Friday, October 27, 2017

Friday Ramble - Edge

This week's word has been around since the eleventh century at least, making its way to us through the Middle English egge, the Old English ecg, the Old French aiglent and the Old Germanic ecke, all meaning "corner". It is also related to the Latin acer meaning "sharp", and the Greek akmē meaning "point", and at the root of all these forms is the Proto-Indo-European (PIE) ak- meaning "sharp". Kindred words in the English language include acerbic, acid, acrid, acumen, acupuncture, acute, eager, ester, exacerbate, hammer and selvedge as well as eglantine (or sweetbriar), an old world rose known for its thorns.

A liminal and edgy time is this, for the old Celtic year is passing away, and we stand on the threshold of a brand new year, in the north a chilling contraption of fallen leaves and frozen earth, short days, darkness, frost and and wind.

The eastern Ontario highlands always seem empty at this time of the year and rather lonesom too.  Except for Canada geese, migratory birds have (for the most part) departed for warmer climes. and most of our wild and furry "year round" residents are either hibernating or thinking about hibernating.

On trips into the woods, the long shadows falling across our trail have edges as sharp as the finest examples of the blade smith's craft. The earth under our boots is firm, leaves are crunchy, and puddles along our way are rimed with ice. For all the emptiness, frost and morning sunlight change the Two Hundred Acre Wood into something rich and elegant and inviting: glittering weed fronds artfully curved and waving in the fields, milkweed sculpted into pleasing shapes, bare trees twinkling like stars, the margins of blackberry leaves rosy and sparkling with frost crystals. The air is fragrant with cedar, spruce and pine.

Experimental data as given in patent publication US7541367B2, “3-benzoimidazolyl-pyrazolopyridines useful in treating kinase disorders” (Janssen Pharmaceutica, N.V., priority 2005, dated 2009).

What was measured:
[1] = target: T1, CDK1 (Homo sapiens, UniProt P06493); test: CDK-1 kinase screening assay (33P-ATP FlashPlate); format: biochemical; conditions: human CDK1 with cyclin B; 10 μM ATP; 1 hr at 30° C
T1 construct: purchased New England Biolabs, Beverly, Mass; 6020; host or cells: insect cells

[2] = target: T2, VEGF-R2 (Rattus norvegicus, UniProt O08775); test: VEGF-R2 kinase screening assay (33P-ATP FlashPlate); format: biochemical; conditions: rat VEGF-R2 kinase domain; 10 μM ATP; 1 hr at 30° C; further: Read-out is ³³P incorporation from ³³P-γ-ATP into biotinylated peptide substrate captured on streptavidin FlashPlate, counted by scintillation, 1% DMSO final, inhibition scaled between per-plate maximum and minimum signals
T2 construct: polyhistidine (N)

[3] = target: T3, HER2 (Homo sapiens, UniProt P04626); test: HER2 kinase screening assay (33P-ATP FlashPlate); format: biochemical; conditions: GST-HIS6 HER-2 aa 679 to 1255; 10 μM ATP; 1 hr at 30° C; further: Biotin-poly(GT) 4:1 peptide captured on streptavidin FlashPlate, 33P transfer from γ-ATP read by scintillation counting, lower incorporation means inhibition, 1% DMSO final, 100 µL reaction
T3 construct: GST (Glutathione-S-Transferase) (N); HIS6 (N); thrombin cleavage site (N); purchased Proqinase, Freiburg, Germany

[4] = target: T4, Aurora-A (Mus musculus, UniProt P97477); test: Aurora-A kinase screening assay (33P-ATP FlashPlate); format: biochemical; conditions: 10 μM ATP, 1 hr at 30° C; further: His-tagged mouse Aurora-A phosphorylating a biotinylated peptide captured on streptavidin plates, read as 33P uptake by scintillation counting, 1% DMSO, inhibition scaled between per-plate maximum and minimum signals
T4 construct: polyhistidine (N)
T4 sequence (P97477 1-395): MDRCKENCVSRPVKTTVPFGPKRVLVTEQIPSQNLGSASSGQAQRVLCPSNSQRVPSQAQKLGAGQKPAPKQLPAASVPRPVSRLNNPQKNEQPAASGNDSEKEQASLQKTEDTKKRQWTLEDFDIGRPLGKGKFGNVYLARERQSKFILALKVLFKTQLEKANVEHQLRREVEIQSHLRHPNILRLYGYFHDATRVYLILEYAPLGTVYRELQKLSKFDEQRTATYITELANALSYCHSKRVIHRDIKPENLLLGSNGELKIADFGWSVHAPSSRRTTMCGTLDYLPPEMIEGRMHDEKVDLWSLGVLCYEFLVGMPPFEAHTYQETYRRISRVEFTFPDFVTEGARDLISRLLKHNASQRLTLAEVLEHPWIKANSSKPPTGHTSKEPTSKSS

These last weeks of October always seem chthonic to me. That engaging word with its bewildering arrangement of vowels and consonants springs from the Greek khthonios, meaning "of the earth", and it is usually employed in describing subterranean matters and deities of the underworld.  When we use the adjective to describe something, we are focusing on what is deeper or within, rather than that which is apparent at first glance or resting on the surface. Implicit in the adjective are notions of rest, sleep, fertility and rebirth - mortality and abundance coexisting and enfolding each other in a deep embrace.


Barbara Rogers said...

We're sharing a ritual (some women friends) on Sun afternoon, including honoring our ancestors with their pictures, and Hecate on the altar. We will also make shadow lamps inside jars...I don't know the details yet. I'm also combining a bit of Mexican lore and bringing late marigolds for the altar. Who me, subsume another culture? Yep. (That probably isn't the right verb, but it's all that comes to mind.)

Mystic Meandering said...

Interestingly what came to mind in your description of the word was that one of my late grandmother's names was Esther (Ester ?). She was definitely ascerbic and acid; a "rose known for its thorns." :) LOL

May you feel a deep embrace of all that is kind and loving in this world and the underworld...

The Furry Gnome said...

Such beautiful pictures you come up with.

UplayOnline said...

I don't know the details yet. I'm also combining a bit of Mexican lore and bringing late marigolds for the altar.

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